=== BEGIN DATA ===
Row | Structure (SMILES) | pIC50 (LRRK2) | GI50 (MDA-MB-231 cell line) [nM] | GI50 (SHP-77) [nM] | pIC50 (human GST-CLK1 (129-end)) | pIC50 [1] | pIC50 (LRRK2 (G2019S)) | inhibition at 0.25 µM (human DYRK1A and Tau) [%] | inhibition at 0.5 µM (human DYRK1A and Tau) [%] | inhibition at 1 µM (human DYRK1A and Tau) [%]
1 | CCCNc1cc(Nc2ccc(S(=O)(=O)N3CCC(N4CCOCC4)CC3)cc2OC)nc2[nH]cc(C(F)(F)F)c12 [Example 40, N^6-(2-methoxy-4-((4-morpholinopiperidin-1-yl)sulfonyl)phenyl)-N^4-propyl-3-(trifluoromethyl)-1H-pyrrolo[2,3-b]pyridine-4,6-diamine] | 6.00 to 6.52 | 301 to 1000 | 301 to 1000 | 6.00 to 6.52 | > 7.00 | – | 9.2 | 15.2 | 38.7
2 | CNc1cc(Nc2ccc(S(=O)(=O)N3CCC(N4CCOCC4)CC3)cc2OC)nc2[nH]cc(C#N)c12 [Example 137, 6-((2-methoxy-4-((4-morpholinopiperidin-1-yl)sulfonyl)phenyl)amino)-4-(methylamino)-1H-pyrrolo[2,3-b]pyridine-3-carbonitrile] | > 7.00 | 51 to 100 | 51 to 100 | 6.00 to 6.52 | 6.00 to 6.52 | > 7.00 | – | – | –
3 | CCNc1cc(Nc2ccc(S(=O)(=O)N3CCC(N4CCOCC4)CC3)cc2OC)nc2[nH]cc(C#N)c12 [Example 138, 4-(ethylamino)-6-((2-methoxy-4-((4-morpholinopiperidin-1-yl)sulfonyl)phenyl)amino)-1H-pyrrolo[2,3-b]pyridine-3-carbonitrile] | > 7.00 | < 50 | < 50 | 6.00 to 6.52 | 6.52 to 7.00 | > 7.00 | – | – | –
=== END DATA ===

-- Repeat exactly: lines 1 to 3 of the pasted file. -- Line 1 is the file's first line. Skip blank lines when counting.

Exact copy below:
Row | Structure (SMILES) | pIC50 (LRRK2) | GI50 (MDA-MB-231 cell line) [nM] | GI50 (SHP-77) [nM] | pIC50 (human GST-CLK1 (129-end)) | pIC50 [1] | pIC50 (LRRK2 (G2019S)) | inhibition at 0.25 µM (human DYRK1A and Tau) [%] | inhibition at 0.5 µM (human DYRK1A and Tau) [%] | inhibition at 1 µM (human DYRK1A and Tau) [%]
1 | CCCNc1cc(Nc2ccc(S(=O)(=O)N3CCC(N4CCOCC4)CC3)cc2OC)nc2[nH]cc(C(F)(F)F)c12 [Example 40, N^6-(2-methoxy-4-((4-morpholinopiperidin-1-yl)sulfonyl)phenyl)-N^4-propyl-3-(trifluoromethyl)-1H-pyrrolo[2,3-b]pyridine-4,6-diamine] | 6.00 to 6.52 | 301 to 1000 | 301 to 1000 | 6.00 to 6.52 | > 7.00 | – | 9.2 | 15.2 | 38.7
2 | CNc1cc(Nc2ccc(S(=O)(=O)N3CCC(N4CCOCC4)CC3)cc2OC)nc2[nH]cc(C#N)c12 [Example 137, 6-((2-methoxy-4-((4-morpholinopiperidin-1-yl)sulfonyl)phenyl)amino)-4-(methylamino)-1H-pyrrolo[2,3-b]pyridine-3-carbonitrile] | > 7.00 | 51 to 100 | 51 to 100 | 6.00 to 6.52 | 6.00 to 6.52 | > 7.00 | – | – | –